She really looked like a daughter who desperately wanted to find her believed-to-be-dead father. She seemed to have that pain in her eyes that says ‘it’s unrealistic to expect that he’s alive’ with just an ounce of hope that he could be. The movie was a little too much.

It was filled with action-packed scenes, no doubt, but sometimes less is more

We saw a MMA training session, a bicycle race through the streets of London, a creative pursuit of thieves on a Chinese oceanside dock, and a scene where a boat gets tossed around in the stormy water.

That was all before we met the villain of the movie — Mathias Vogel (Walton Goggins) — who runs a slave island because his boss (who he communicates with on a mysterious cell phone) won’t let him leave until he finds a specific fabled tomb.

Then we get a chase through the forest, a fall over a waterfall, a jungle fight to the death, a major discovery for Lara Croft, a rise up and bow-and-arrow fight on the part of Croft and, finally, the scene with the actual tomb.

The scenes were all well-done really. They were definitely action-packed. It was all just a little too much.

The story just didn't resonate.  It was too unbelievable.  It was too much.

Lots of flash but not enough substance to make it worthwhile. There were a couple of head shaking / facepalm moments.

The script was too silly to be taken seriously, even if you want to support the character

The ending foreshadowed a sequel we’ll never get to see, which may be for the best.

Vikander is awesome and the writers delivered on a movie full of action, but if this is the best story they could come up with, then a sequel isn’t really warranted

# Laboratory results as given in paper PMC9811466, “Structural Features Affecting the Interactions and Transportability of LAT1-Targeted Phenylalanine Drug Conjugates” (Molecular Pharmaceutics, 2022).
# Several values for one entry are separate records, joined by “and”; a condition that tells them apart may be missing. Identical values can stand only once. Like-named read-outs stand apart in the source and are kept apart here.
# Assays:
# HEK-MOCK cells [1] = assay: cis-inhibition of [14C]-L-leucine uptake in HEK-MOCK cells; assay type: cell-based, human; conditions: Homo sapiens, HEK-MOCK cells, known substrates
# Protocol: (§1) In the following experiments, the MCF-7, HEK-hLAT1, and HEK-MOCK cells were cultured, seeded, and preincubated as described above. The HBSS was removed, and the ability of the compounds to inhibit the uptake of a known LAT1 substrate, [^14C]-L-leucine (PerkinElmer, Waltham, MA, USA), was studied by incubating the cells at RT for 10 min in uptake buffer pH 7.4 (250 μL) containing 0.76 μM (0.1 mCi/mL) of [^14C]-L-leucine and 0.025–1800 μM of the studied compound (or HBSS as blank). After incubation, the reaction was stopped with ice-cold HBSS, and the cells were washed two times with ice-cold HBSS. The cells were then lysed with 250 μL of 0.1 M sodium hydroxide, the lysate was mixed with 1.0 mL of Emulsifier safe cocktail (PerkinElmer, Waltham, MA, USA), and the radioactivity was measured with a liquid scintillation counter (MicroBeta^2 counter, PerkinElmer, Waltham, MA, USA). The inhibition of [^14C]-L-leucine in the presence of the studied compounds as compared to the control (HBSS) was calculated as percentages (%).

Related Content:
• Venom - reviewed.
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• The Avengers: Infinity War - reviewed.
• The Black Panther - reviewed.
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Pet peeve: why do you have to tweet the same thing again ... and again ... and again?

UPDATE: Nov. 15, 2018

As you can see by these two tweets to the right, CNN does the same thing.  This one is an analysis on the Florida race between Rick Scott and Bill Nelson.

It's not just one news outlet that does this.  It's not for or against any party.  It's not just on politics.

They (meaning any prominent company with a Twitter account) do this all the time with all kinds of content.

It's so annoying if you're someone who is on Twitter or social media on a regular basis.

These two tweets aren't even 3 hours apart.  Why are we seeing it again?  I'm sure I'll be seeing it for a third time in a couple of more hours.

It'd be nice to see fresh content instead of repeating the same thing, especially when it's about controversial topics in politics.